Day 21 of Asia Adventure October 24th, 2012
So this morning say goodbye to Seoul and head off to Gyeongju. I am happy to leave that hostel. It was good time but time to go to guesthouse will have private room.
So I take metro to Seoul station here and go to the High Speed train. Board and it takes me to the city of Gyeongju, On arrival at station it is far out of the city, so I take a taxi to the city as I have not taken a taxi yet in Korea.
Taxi stops directly where I am staying at the Nahbi guesthouse. Nice area and guesthouse is good, check review for more information.
So once I drop my bags off. I am off to explore Gyeongju. Outside this city is more of a traditional Korean city. Very layed back, quiet and people way more friendly. You see many ladies sitting on the ground selling fruit and food.
I am one block to a park called Tumuli park. An area of all these big mounds which are tombs in the ground, a very interesting and neat area.
From here I then walk to a big park with various temples around the whole area.
Very neat. But one disappointment I got to Bunhwangsa temple area and pay to get into it. And once in it was just a small things of almost nothing too exciting. I was expecting this huge structure, instead it was just a stone shed that took me less then 5 minutes to see.
Form here I head off to another high up temple in more of the downtown part of the city
Plus I get a good view of the city from this vantage point.
Then I hike up a trail for a while only for it to come to a dead end. So I am forced to turn around and head back to the city.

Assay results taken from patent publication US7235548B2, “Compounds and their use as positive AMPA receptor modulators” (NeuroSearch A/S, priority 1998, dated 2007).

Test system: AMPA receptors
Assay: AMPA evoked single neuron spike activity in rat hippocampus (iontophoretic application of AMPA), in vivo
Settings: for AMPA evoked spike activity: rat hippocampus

By this time it was starting to get dark out so I decided time to head back to guesthouse.
I walk back to guesthouse and I get my direction mixed up and confused as to where I am. I find myself walking blindly for aw hile. Only to find out that I am close to the tumuli park. From the park I remember being one block from guest house to which I am able to find. Buy some instant noodles and beer from the local supermarket for dinner tonight. Then back to guesthouse
Good time and we talk about travels and various topics.
Overall an amazing time in Gyeongju.
Stay tuned for next day in Gyeongju.
Here is some information about Gyeongju:
Gyeongju (Korean pronunciation: [kjəːŋdʑu]) is a coastal city in the far southeastern corner of North Gyeongsang province in South Korea. It is the second largest city by area in the province after Andong, covering 1,324 km2 (511 sq mi) with a population of 269,343 people according to the 2008 census. Gyeongju is 370 km (230 mi) southeast of Seoul, and 55 km (34 mi) east of the provincial capital, Daegu.
The city borders Cheongdo and Yeongcheon to the west, Ulsan to the south and Pohang to the north, while to the east lies the coast of the Sea of Japan (East Sea). Numerous low mountains—outliers of the Taebaek range—are scattered around the city.
Gyeongju was the capital of the ancient kingdom of Silla (57 BC – 935 AD) which ruled about two-thirds of the Korean Peninsula between the 7th and 9th centuries.
A vast number of archaeological sites and cultural properties from this period remain in the city. Gyeongju is often referred to as “the museum without walls”. Among such historical treasures, Seokguram grotto, Bulguksa temple, Gyeongju Historic Areas and Yangdong Folk Village are designated as World Heritage Sites by UNESCO. The many major historical sites have helped Gyeongju become one of the most popular tourist destinations in South Korea.
The city of Gyeongju was united with the nearby rural Gyeongju County in 1995 and is now an urban–rural complex. It is similar to 53 other small- and medium-sized cities with a population under 300,000 people in South Korea. As well as its rich historical heritage, Gyeongju today is affected by the economic, demographic, and social trends that have shaped modern South Korean culture. Tourism remains the major economic driver, but manufacturing activities have developed due to its proximity to major industrial centers such as Ulsan and Pohang. Gyeongju is connected to the nationwide rail and highway networks, which facilitate industrial and tourist traffic.